Monster Hunter International - Larry Correia
The New Space Opera 2 - Gardner Dozois and Jonathan Strahan
Blood Of Ambrose - James Enge
This Crooked Way - James Enge
The Solaris Book Of New Science Fiction 3 - George Mann
Night Shade Books January 2009 - Jeremy Lassen
Night Shade Books April 2009 - Jeremy Lassen
Night Shade Books September 2009 - Jeremy Lassen
Wireless - Charles Stross


Best Served Cold - Joe Abercrombie
Rise Of the Terran Empire - Poul Anderson
Magic Strikes - Ilona Andrews
Moxyland - Lauren Beukes
Diamonds In the Sky - Mike Brotherton
The Best New Horror 1 - Ellen Datlow
Bauchelain and Korbal Broach - Steven Erikson
Year's Best SF 14 - David G. Hartwell and Kathryn Cramer
The Mammoth Book Of Best New Horror 20 - Stephen Jones
Green - Jay Lake
Patient Zero - Jonathon Maberry
The Best Science Fiction and Fantasy of the Year 3 - Jonathan Strahan
The Grand Conjunction - Sean Williams


Federations - John Joseph Adams
The Patriot Witch - Charles Coleman Finlay
Winter Song - Colin Harvey
Angel Of Death - J. Robert King
Madness Of Flowers - Jay Lake
Cryptic - Jack McDevitt
The Walls Of the Universe - Paul Melko
Wonder Woman - S. D. Perry and Britta Dennison
Kell's Legend - Andy Remic
Book Of Secrets - Chris Roberson
Sixty-One Nails - Mike Shevdon
Coyote Horizon - Allen M. Steele
Midwinter - Matthew Sturges
Lightbreaker - Mark Teppo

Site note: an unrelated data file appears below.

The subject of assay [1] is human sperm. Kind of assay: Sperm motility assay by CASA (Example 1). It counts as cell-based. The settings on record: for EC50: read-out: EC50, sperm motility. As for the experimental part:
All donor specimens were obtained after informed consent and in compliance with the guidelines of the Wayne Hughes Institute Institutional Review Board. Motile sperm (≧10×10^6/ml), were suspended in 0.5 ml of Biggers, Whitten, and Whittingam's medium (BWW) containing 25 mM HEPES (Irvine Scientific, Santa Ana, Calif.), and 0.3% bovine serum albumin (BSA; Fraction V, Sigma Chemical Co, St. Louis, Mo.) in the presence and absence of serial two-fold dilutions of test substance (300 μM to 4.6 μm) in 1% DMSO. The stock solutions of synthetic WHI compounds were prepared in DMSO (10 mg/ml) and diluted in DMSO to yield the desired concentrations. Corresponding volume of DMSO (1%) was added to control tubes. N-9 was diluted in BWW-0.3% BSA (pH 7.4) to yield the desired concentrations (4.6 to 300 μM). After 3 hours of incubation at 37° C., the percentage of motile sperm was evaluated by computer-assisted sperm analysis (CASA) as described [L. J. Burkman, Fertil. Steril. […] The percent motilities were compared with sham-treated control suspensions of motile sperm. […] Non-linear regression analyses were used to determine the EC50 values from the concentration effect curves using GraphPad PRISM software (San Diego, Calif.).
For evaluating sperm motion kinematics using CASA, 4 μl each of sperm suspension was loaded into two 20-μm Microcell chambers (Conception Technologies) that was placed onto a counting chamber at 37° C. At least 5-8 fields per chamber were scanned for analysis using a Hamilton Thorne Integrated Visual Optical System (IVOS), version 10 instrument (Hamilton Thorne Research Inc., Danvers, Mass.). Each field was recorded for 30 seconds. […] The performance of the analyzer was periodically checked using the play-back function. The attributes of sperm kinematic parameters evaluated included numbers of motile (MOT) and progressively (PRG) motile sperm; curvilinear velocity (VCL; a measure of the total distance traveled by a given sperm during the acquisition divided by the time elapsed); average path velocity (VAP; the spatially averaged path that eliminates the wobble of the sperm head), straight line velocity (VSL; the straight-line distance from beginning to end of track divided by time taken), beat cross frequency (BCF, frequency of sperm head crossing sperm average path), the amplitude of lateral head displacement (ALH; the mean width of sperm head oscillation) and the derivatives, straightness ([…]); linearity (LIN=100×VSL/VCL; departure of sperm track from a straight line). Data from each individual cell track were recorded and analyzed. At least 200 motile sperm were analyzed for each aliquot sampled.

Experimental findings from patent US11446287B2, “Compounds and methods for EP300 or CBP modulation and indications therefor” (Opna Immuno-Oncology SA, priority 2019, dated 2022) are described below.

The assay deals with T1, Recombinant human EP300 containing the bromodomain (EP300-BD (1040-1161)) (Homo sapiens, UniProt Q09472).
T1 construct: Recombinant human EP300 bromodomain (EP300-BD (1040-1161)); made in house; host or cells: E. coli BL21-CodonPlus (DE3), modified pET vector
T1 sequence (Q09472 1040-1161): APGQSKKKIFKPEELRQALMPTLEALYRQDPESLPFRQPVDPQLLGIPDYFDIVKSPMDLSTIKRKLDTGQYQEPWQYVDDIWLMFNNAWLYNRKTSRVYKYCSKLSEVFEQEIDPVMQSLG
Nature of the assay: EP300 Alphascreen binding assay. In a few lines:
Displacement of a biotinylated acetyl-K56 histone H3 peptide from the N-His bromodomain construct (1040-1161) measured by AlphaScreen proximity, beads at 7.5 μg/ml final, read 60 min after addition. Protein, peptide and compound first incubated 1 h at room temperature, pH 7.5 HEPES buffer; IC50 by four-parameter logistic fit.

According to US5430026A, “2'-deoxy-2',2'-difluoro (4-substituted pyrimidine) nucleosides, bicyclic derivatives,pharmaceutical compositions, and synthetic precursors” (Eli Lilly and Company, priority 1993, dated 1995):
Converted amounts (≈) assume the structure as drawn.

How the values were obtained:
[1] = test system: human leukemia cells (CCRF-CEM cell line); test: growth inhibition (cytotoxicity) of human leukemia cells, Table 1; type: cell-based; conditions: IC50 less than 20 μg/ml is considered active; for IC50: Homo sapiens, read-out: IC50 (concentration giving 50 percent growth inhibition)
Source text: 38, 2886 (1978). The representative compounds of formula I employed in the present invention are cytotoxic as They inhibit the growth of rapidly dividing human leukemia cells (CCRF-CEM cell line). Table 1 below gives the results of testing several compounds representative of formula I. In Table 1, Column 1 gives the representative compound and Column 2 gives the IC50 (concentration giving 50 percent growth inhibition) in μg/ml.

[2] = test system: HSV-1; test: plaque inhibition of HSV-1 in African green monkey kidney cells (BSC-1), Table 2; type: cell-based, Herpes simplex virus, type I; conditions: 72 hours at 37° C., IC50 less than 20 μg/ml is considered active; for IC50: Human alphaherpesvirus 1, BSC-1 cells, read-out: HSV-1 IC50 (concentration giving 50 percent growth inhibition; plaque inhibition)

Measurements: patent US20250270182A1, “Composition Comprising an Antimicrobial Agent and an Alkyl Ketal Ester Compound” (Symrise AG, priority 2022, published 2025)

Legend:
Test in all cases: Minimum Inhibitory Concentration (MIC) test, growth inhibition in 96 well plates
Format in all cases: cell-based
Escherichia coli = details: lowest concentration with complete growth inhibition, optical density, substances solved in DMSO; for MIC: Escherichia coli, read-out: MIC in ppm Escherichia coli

Norse Code - Greg van Eekhout
Nekropolis - Tim Waggoner

The Best New Stories of 2009

2009 Best New Stories

4.5 out of 5

Free SF Reader

Fire and Sleet - James Enge []
Moon Moon Moon - Kim Newman [Subterranean Online 11]

Not Free SF Reader

The Lost Princess Man - John Barnes [New Space Opera 2]
One Of Our Bastards Is Missing - Paul Cornell [Solaris New SF 3]
Paradiso Lost - Albert E. Cowdrey [FSF 683]
It Takes Two - Nicola Griffith [Eclipse 3]
The Wide Carnivorous Sky - John Langan [By Blood We Live]
Rendezvous At Angels Thirty - Tom Ligon [Analog 939]
Firehorn - Robert Reed [FSF 683]

4 out of 5

Free SF Reader

The Best Monkey - Daniel Abraham [Solaris New SF 3]
Off-Track Betting - Madeleine Ashby [Flurb 7]
This Must Be the Place - Elliott Bangs [Strange Horizons]
Cuckoo - Elizabeth Bear and Emma Bull and Leah Bobet [Shadow Unit]
TVA Baby - Terry Bisson []
Placa del Fuego - Tobias S. Buckell [Clarkesworld 34]
An Education Of Scars - Philip Brewer [Futurismic]
All About the Sponsors - Jeffrey R. DeRego [Escape Pod]
Six Bullets For John Carter - Chad Eagleton [Beat To A Pulp]
Within Your Soul I Sightless See - Eugie Foster [HPL's Mag of Horror 5]
Fortune's Soldiers - Julie Frost [Cosmos]
Fembot - Carlos Hernandez [Daybreak]
High Stakes - Sarah A. Hoyt [Darwin's Evolutions]
Soul Mate - Shelly Li [Cosmos]
Open Your Eyes - Paul Jessup [Apex]
The Ascendant - Ted Kosmatka [Subterranean Online 10]
Rolling Steel - Jay Lake and Shannon Page [Clarkesworld 31]
The Courage Of the Lion Tamer - Anya Martin [Daybreak]
Crimes and Glory - Paul J. McAuley [Subterranean Online 10]